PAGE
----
More of a Sinner Today

guilt_womanMore of a Sinner Today

I wrestled with this for years; maybe some of you have also. Waking up one morning after a long “sinless streak” where you haven’t done that heinous thing that you used to do frequently – and then you do it. It hurts terribly. Your day is destroyed. You can’t pray, read your Bible, or really even think without feeling the guilt in your gut trying to rip its way through you. You resolve once again, “I’m not going to do it.”

The bigger issue is that the feelings that we have about ourselves are these vile, deceitful representations of who we really are. On the days that I wouldn’t fuel that wretched addiction, I perceived myself as more righteous than I’d ever been. The days that I fell, I was more of a sinner than ever. I lived in this back-and-forth world full of lies on both ends – more righteous today and more of a sinner the next.

The funny thing about sin is that it is all bad; and the funny thing about the church is that we only talk about the “bad ones”. You only hear about pornography, adultery, drunkenness, addiction, self-injury, eating disorders – and so on. When I didn’t “do a bad one,” I felt better about myself. When I did “do a bad one,” I felt much worse.

The truth is that we are always living in a tempestuous sea of temptation to choose ourselves over God – and anyway you cut it, it is sinful and idolatrous. One particular activity doesn’t change anything. This gave me a much clearer lens through which to view the gospel.

I was under the assumption that what sealed my daily position before God was whether I chose that one particular activity or not. I needed to learn that God loved me just as much on the days that I “did the bad thing” as on the days that I didn’t. God’s love for us, in the eternal, justifying, electing sense is unmitigated by our actions. He loves and loves and loves, unchanged, forever. God’s disappointment is never that “you didn’t live up to what you were yesterday” because yesterday you were still battling, just different things.

At the same time, God’s paternal, relational love still remains disappointed by our sin. Meaning that my sin doesn’t make me any less God’s child, but it does get me the stern, pursed-lip look from my loving Father who wants what is best for me. His disappointment is not that we have let Him down, but that we have chosen idols that are less than satisfying. His disappointment is not vindictive, but validated that we have chosen something less than the best. His disappointment is motivated not by anger and revenge, but by a self-giving love that seeks the very best for His children.

Meaning, it is impossible for me, in God’s eyes, to be more of a sinner today because I chose some particular activity. I am always just as dependent on Him as the day of my conversion. And, by the grace of God, I am always just as accepted and loved based on the life and sacrifice of Christ. That is the resolving tension of the gospel – my natural state of wretchedness is covered over by the blood of Christ, and in my wretchedness today, I am dependent on the blood of Christ.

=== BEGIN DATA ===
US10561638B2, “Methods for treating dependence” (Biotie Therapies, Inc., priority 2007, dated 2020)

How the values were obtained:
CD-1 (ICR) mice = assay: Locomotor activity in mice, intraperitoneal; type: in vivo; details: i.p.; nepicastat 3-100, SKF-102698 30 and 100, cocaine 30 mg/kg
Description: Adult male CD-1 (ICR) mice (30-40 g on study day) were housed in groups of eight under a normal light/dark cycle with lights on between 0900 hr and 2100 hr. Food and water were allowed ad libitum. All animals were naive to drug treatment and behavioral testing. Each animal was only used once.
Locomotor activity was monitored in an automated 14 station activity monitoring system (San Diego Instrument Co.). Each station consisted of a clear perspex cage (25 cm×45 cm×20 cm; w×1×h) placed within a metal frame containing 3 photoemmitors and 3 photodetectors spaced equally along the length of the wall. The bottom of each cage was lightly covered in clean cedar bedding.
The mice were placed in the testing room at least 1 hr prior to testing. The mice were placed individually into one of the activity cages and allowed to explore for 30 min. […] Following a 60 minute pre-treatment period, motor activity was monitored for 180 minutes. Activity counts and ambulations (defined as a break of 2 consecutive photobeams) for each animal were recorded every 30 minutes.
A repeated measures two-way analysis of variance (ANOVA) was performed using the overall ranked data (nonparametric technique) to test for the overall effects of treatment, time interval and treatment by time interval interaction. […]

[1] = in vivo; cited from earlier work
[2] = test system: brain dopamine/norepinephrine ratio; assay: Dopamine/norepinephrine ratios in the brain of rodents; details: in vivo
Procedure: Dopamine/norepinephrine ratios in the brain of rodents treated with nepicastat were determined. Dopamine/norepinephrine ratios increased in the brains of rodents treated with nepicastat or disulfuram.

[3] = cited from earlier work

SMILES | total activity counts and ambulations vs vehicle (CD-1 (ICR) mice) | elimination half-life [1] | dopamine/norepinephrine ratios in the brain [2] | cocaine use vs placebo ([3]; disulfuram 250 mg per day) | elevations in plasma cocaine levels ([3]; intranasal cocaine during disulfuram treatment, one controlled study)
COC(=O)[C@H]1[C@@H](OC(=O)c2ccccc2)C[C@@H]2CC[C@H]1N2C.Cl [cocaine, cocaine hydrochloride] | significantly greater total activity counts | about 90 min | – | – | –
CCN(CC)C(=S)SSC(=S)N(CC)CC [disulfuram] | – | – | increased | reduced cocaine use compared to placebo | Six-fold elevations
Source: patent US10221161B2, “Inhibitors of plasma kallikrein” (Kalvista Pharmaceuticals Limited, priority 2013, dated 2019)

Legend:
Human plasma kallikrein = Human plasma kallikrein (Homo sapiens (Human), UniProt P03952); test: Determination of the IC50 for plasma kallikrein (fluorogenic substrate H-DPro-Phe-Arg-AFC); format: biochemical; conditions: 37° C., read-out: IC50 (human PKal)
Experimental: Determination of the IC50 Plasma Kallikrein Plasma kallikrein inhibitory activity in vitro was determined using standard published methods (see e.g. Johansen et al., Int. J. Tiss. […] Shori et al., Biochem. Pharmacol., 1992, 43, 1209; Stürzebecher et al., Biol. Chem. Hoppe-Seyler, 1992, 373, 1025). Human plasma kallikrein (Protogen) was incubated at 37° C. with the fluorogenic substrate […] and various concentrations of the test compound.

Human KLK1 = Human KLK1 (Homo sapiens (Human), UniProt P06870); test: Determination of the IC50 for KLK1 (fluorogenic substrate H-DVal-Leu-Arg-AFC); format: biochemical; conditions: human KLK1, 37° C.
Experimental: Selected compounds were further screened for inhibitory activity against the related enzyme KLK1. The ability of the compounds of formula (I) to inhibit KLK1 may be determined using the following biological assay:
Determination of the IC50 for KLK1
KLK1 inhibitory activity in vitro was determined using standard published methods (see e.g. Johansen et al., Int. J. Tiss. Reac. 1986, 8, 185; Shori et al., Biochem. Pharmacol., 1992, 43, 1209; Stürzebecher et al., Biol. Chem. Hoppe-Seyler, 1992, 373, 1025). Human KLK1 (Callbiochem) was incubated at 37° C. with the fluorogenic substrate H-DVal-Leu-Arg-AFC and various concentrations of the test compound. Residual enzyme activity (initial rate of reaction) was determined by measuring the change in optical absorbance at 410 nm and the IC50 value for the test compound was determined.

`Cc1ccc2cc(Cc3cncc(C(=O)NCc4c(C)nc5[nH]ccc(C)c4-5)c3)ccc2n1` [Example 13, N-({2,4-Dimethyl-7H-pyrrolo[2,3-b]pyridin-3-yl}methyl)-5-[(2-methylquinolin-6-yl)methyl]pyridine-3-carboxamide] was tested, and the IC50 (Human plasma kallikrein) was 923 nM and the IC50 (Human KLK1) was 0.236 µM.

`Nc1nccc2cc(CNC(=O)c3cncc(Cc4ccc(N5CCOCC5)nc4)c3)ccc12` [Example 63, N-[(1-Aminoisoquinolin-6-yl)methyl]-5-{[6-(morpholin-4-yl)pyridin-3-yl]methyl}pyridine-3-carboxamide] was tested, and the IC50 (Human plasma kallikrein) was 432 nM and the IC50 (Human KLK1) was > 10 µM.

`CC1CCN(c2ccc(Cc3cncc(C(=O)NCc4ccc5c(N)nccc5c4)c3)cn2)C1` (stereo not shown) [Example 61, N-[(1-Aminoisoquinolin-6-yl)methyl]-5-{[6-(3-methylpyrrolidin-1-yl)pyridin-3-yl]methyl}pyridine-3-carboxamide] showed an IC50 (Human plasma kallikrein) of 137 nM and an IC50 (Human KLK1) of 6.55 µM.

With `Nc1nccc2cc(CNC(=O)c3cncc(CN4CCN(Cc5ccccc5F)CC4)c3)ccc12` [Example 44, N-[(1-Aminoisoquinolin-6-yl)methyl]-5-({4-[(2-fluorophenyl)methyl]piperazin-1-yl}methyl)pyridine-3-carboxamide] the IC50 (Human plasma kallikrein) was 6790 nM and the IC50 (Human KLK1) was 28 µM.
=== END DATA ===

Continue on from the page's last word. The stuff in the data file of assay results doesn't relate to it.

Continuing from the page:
Why is this important?

This matter is of extreme importance for our daily interaction with God. We have a tendency to allow our fellowship with Him to be determined by how we’ve performed. Instead of repenting and turning to Him, we wallow in our guilt until we are far enough removed from the situation to no longer feel guilty. The gospel, however, frees us from this silly game and allows us to enter into God’s presence with a repentant heart moments after sin. Willfully remaining out of fellowship with God because of guilt over bad daily performance is akin to rejecting the gospel.

Either way, the point is to take your eyes off of yourself and place them steadfastly upon Christ, our hope.

If a First-Century Christian Visited our Church…

I’ve often wondered what it would be like if an individual from the first-century church visited one of ours. My suspicion is that there would be little that they would recognize. The way that we use “church language” would be dramatically different; our practices would be dramatically different; our stewardship of resources would be dramatically different – and so on. The following is a fictional conversation (obviously) between a first-century Christian visiting a twenty-first-century church. There are no time travel implications to this piece, so you lovers of physics will have to find that elsewhere.

21st Century:

Hi, welcome to Velocity, formerly known as Life Community Church, formerly known as 2nd Baptist Church of Maranatha.

Would you like to download the app to follow along with the message that the pastor will be preaching?

1st Century:

Umm…I’m sorry, I thought this was where the church gathers. Am I at the right place?

21st Century:

Yes, you are at church, silly. Come on in, I’ll show you where the sanctuary is.

1st Century:

You have a sanctuary? Is that like a synagogue or a temple? And what do you mean “I’m at church.” Where is the church?

21st Century:

Where is the church? You’re standing in it! That’s a question I’m not used to getting. Where did you used to attend church?

1st Century:

I’m sorry, I’m just having a hard time understanding your question. Do you mean where have I gone to gather with the church? 

21st Century:

Oh, I see what you’re saying, that whole “the church is the people” thing. Yes, our pastor talked about that last week in his message.

1st Century:

Your pastor? You mean one of your overseers or elders?

21st Century:

Oh, heavens no – our pastor! Our elders don’t really preach. I mean, they have before, but our pastor really does all the preaching.

1st Century:

 Okay, that’s interesting, different from my experience. Isn’t teaching one of your elders responsibilities? If they don’t teach, what sorts of things do they do? Do they care for the needs of the people in the congregation?

21st Century: